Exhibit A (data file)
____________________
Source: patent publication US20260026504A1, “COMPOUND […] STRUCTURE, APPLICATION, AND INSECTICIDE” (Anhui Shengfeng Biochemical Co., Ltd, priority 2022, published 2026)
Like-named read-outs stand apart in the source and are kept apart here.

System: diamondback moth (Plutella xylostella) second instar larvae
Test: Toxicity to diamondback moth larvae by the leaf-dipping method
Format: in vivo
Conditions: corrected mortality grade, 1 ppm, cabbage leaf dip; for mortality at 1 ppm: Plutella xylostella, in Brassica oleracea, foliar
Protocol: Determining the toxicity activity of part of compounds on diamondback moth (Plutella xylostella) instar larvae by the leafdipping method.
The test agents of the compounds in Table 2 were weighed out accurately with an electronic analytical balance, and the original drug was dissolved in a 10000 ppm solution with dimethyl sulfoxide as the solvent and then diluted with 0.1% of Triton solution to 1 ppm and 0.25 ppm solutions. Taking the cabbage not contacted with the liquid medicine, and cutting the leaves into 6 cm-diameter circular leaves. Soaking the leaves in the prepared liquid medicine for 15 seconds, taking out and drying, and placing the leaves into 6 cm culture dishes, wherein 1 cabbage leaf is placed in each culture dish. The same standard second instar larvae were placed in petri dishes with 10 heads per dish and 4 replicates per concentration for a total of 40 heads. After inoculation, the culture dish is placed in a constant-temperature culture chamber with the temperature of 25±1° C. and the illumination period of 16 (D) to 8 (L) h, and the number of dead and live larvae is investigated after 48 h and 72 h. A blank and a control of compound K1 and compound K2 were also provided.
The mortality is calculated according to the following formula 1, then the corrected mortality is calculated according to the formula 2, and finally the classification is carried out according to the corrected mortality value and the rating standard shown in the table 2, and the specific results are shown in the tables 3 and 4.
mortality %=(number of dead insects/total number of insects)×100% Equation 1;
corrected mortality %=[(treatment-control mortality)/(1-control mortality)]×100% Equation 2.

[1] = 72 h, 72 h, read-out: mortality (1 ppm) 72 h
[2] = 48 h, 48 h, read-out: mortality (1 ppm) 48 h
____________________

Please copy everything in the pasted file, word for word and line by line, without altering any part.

Source: patent publication US20260026504A1, “COMPOUND […] STRUCTURE, APPLICATION, AND INSECTICIDE” (Anhui Shengfeng Biochemical Co., Ltd, priority 2022, published 2026)
Like-named read-outs stand apart in the source and are kept apart here.

System: diamondback moth (Plutella xylostella) second instar larvae
Test: Toxicity to diamondback moth larvae by the leaf-dipping method
Format: in vivo
Conditions: corrected mortality grade, 1 ppm, cabbage leaf dip; for mortality at 1 ppm: Plutella xylostella, in Brassica oleracea, foliar
Protocol: Determining the toxicity activity of part of compounds on diamondback moth (Plutella xylostella) instar larvae by the leafdipping method.
The test agents of the compounds in Table 2 were weighed out accurately with an electronic analytical balance, and the original drug was dissolved in a 10000 ppm solution with dimethyl sulfoxide as the solvent and then diluted with 0.1% of Triton solution to 1 ppm and 0.25 ppm solutions. Taking the cabbage not contacted with the liquid medicine, and cutting the leaves into 6 cm-diameter circular leaves. Soaking the leaves in the prepared liquid medicine for 15 seconds, taking out and drying, and placing the leaves into 6 cm culture dishes, wherein 1 cabbage leaf is placed in each culture dish. The same standard second instar larvae were placed in petri dishes with 10 heads per dish and 4 replicates per concentration for a total of 40 heads. After inoculation, the culture dish is placed in a constant-temperature culture chamber with the temperature of 25±1° C. and the illumination period of 16 (D) to 8 (L) h, and the number of dead and live larvae is investigated after 48 h and 72 h. A blank and a control of compound K1 and compound K2 were also provided.
The mortality is calculated according to the following formula 1, then the corrected mortality is calculated according to the formula 2, and finally the classification is carried out according to the corrected mortality value and the rating standard shown in the table 2, and the specific results are shown in the tables 3 and 4.
mortality %=(number of dead insects/total number of insects)×100% Equation 1;
corrected mortality %=[(treatment-control mortality)/(1-control mortality)]×100% Equation 2.

[1] = 72 h, 72 h, read-out: mortality (1 ppm) 72 h
[2] = 48 h, 48 h, read-out: mortality (1 ppm) 48 h